Edinburgh City Bypass

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A720 road shield

A720 road
Route information
Part of E15
Length: 13 mi (21 km)
Major junctions
East end: Old Craighall
  A1 A1 road
A68 A68 road
A6106 A6106 road
A7 A7 road
A772 A772 road
A701 A701 road
A702 A702 road
A71 A71 road
[ M 8  ] M8 motorway
A8 A8 road
West end: South Gyle
Location
Primary
destinations
:
Forth Road Bridge, Edinburgh, Musselburgh, Berwick-upon-Tweed
Road network

The Edinburgh City Bypass, designated as A720, is one of the most important trunk roads in Scotland. Circling around the south of Edinburgh, as the equivalent of a ring road for the coastal city, it links together the A1 towards north-east England, the A702 towards north-west England, the M8 through the Central Belt towards Glasgow, the A7 through south-east Scotland and north-west England as well as the A8 leading to the M9 for Stirling and the Forth Road Bridge.

The road is dual carriageway standard throughout, including emergency laybys and hard shoulders in areas. The road is classed as a special road in legal terms. Every motorway in the UK is termed a special road in that specific regulations govern its use. Not every special road is signed as a motorway and this bypass is one of those roads.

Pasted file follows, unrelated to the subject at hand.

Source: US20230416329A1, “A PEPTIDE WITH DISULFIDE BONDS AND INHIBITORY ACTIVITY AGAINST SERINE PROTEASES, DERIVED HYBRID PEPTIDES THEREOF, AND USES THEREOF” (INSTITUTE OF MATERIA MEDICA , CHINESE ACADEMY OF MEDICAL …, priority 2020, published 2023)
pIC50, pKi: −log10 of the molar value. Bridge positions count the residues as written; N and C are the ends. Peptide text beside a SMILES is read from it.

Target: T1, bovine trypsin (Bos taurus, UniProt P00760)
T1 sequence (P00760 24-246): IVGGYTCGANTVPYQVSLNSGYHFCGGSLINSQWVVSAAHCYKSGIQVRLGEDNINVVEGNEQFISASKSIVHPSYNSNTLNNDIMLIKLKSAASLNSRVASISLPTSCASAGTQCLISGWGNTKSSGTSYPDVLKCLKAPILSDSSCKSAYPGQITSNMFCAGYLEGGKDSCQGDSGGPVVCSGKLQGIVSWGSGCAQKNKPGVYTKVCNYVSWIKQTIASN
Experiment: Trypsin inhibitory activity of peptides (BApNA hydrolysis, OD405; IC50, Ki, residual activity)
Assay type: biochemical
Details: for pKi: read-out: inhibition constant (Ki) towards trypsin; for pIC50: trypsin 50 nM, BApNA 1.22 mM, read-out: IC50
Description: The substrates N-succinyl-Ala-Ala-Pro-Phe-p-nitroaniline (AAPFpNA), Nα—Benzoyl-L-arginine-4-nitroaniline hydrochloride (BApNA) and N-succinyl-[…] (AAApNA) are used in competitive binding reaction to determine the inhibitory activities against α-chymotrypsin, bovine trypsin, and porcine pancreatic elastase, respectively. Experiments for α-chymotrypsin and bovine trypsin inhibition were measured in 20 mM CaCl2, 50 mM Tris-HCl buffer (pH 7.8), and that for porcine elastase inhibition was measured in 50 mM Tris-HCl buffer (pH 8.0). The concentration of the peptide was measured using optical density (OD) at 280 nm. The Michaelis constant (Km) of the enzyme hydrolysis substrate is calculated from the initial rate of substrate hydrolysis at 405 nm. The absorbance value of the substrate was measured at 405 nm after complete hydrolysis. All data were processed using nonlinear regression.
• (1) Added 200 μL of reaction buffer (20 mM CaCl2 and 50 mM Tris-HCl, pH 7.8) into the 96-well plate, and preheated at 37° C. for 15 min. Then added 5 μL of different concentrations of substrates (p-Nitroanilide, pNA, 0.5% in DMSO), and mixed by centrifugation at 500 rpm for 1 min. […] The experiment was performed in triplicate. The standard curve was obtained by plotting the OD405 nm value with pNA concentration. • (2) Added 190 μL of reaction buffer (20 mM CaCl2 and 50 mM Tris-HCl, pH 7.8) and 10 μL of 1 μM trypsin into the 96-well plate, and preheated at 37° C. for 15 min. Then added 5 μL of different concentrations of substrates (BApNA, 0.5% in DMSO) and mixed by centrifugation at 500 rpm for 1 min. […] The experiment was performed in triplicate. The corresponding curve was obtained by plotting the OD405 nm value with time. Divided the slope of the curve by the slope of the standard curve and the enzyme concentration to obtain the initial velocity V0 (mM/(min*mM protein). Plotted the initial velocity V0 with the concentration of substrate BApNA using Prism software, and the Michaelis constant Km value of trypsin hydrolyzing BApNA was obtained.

Between Gogar and Sheriffhall junctions (see below) the A720 forms part of European route E15, which runs from Inverness, in northern Scotland, to Algeciras, in southern Spain. North of Gogar, the E15 runs towards the A90 and the Forth Road Bridge; and south of Sheriffhall along the A68.

Junctions[edit]

The A720 starts at the Old Craighall junction in the east where it meets the A1, from which traffic can approach Edinburgh city centre from the east, or run past Musselburgh and Haddington on the way to England.

Junction 1: Millerhill[edit]

This junction comes shortly after the eastern start of the A720, which was completed in 2008 as the Dalkeith Northern Bypass of the A68.[1] This is a crucial route for traffic to south-east Scotland.

In 2013 the road between Millerhill and Sheriffhall was temporarily diverted for the construction of a new underbridge serving the rebuilt Edinburgh-Galashiels railway line,[2] as the original railway had been closed by the time the bypass was built.

Junction 2: Sheriffhall Roundabout[edit]

About 1.5 miles further is the most congested junction on the bypass. Whereas all the other junctions on the bypass are grade separated, the Sheriffhall location is a traffic-light controlled roundabout and the evident traffic problems of forcing all through A720 traffic to halt is evident, worsened by the importance of the roads which intersect here - the A7 which leads north to the city centre and south to Carlisle, the former A68 which now leads to the town of Dalkeith and also has access to the A68, and a minor A-road, the A6106. Traffic jams at the roundabout are common at most times of day. The reason for the lack of grade separation is the presence of a geological fault that crosses the bypass here, and the associated risk for bridge construction with the area having (at the time) active coal mining.[3]

Hermiston Junction where the A720 meets the M8 and the A71.